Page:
Vivendi exploring merger between SFR and Numericable

Vivendi is exploring a merger between SFR, its French mobile-phone business, and Numericable, a cable operator in the country, reports the Financial Times.

Sources claim the French media conglomerate has been in discussions with Caryle, Cinven and Altice, the private-equity owners of Numericable (Paris, France), about combining the separate operations in a new company, in which Vivendi (Paris, France) would hold a 49% share and Numericable’s owners the controlling stake.

Because Vivendi is estimated to be worth as much as €15 billion ($19.45 billion), while Numericable is worth only €4–5 billion, any deal is also likely to include a cash payment of up to €4 billion.

Neither Vivendi nor Numericable’s owners were prepared to make any comment on the speculation.

Vivendi is currently engaged in a review of its business structure and thought to be keen on reducing its exposure to the telecoms industry.

Earlier this month, the organization was reported to be considering a sale of its controlling stake in Maroc Telecom (Rabat, Morocco), the biggest operator in Morocco.

It has also hired bankers to look into the sale of GVT (Curitiba, Brazil), a fixed-line business it runs in Brazil.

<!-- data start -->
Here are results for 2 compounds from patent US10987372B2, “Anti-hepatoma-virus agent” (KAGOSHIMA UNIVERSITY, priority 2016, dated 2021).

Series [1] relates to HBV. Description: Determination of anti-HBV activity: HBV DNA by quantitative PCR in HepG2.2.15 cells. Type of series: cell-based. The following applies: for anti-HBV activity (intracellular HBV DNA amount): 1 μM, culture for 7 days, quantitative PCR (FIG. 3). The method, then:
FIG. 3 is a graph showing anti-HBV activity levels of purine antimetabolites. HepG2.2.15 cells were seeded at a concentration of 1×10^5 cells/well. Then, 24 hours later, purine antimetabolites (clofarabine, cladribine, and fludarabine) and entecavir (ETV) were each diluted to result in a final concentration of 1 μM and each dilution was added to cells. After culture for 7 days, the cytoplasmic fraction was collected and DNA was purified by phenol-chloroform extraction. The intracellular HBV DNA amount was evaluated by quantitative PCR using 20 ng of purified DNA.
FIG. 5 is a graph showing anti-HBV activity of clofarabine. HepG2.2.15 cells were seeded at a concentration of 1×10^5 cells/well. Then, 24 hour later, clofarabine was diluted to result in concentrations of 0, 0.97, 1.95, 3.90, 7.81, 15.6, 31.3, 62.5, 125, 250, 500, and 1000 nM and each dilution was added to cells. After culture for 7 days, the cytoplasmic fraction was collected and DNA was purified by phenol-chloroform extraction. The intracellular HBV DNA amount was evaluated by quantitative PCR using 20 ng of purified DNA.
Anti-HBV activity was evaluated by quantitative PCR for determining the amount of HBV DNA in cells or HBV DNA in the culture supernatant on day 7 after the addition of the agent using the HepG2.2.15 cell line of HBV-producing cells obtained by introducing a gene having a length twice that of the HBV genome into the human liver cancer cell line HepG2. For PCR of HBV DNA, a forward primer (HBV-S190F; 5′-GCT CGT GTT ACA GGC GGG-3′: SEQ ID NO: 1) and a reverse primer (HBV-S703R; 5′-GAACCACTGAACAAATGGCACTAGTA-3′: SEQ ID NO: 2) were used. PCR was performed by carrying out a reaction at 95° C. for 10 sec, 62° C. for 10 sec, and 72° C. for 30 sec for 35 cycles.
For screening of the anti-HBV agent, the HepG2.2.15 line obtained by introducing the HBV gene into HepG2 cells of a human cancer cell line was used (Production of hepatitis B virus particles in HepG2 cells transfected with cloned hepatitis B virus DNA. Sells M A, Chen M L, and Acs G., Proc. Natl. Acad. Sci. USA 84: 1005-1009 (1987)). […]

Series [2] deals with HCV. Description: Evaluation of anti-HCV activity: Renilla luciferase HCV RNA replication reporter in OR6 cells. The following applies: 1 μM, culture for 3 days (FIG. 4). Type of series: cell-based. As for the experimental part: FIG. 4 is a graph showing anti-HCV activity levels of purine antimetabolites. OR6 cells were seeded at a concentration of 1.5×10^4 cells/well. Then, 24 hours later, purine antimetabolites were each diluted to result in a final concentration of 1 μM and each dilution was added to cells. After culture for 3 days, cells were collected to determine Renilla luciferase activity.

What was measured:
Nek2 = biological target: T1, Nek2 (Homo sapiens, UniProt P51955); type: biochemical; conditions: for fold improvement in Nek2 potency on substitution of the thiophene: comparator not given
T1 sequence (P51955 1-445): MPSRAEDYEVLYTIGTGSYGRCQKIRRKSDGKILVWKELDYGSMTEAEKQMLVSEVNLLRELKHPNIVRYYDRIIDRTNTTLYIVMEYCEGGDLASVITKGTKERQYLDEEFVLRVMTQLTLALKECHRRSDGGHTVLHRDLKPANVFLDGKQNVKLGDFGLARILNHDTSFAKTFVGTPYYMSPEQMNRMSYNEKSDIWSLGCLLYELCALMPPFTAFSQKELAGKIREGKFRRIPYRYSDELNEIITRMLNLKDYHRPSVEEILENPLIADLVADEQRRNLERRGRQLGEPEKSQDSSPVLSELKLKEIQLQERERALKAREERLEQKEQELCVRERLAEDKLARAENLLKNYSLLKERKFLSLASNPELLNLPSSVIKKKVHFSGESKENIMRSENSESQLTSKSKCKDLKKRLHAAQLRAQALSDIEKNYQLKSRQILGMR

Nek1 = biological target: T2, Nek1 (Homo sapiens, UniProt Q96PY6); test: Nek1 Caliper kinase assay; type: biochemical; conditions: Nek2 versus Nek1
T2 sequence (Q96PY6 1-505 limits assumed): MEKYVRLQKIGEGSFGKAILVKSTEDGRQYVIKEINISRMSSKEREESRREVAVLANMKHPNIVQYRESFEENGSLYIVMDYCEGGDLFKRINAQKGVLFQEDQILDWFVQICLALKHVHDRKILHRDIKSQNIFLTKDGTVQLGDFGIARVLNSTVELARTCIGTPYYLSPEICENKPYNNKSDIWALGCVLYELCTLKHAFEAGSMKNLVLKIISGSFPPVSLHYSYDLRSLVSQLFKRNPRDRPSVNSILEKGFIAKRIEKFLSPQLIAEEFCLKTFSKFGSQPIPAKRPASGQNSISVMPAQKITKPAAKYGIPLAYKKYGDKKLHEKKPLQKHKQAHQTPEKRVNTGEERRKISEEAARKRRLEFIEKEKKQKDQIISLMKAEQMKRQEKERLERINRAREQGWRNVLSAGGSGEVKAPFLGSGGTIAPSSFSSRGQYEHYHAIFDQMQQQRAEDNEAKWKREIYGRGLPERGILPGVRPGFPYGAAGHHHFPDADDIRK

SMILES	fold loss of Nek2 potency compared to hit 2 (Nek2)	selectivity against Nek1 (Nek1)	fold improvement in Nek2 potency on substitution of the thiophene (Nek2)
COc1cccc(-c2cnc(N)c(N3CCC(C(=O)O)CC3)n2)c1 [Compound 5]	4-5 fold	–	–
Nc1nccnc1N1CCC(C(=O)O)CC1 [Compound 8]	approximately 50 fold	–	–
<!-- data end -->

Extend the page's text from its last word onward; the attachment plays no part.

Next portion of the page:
The group has been under pressure in the French mobile-phone market since the arrival of Free earlier this year. Owned by Iliad, which already operates a successful broadband business in the country, Free has shaken up the market by severely undercutting the established operators on pricing. Along with market leader France Telecom (Paris, France), SFR has been losing customers as a result of the new entrant’s aggressive tactics.

Vivendi executives have already said that proceeds from asset sales could be used to pay down net debts of about €14 billion.

Even so, it is likely to be weeks or months before an announcement is made on structural changes and a new strategic direction.

Vivendi claims to be on track to report earnings before interest, tax, depreciation and amortisation of at least €2.5 billion this financial year.

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